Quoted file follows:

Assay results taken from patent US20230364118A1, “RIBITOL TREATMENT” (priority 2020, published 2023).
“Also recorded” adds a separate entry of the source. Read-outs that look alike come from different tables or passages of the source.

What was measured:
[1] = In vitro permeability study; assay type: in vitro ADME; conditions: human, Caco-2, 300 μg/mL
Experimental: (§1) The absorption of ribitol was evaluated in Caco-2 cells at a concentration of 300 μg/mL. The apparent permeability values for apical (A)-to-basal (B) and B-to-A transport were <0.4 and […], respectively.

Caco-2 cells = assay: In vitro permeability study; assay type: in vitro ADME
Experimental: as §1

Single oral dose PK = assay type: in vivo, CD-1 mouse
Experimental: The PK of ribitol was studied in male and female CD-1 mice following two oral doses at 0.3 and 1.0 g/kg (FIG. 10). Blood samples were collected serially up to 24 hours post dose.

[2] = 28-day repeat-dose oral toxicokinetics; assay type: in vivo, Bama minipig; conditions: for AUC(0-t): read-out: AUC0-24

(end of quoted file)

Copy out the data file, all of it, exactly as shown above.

Assay results taken from patent US20230364118A1, “RIBITOL TREATMENT” (priority 2020, published 2023).
“Also recorded” adds a separate entry of the source. Read-outs that look alike come from different tables or passages of the source.

What was measured:
[1] = In vitro permeability study; assay type: in vitro ADME; conditions: human, Caco-2, 300 μg/mL
Experimental: (§1) The absorption of ribitol was evaluated in Caco-2 cells at a concentration of 300 μg/mL. The apparent permeability values for apical (A)-to-basal (B) and B-to-A transport were <0.4 and […], respectively.

Caco-2 cells = assay: In vitro permeability study; assay type: in vitro ADME
Experimental: as §1

Single oral dose PK = assay type: in vivo, CD-1 mouse
Experimental: The PK of ribitol was studied in male and female CD-1 mice following two oral doses at 0.3 and 1.0 g/kg (FIG. 10). Blood samples were collected serially up to 24 hours post dose.

[2] = 28-day repeat-dose oral toxicokinetics; assay type: in vivo, Bama minipig; conditions: for AUC(0-t): read-out: AUC0-24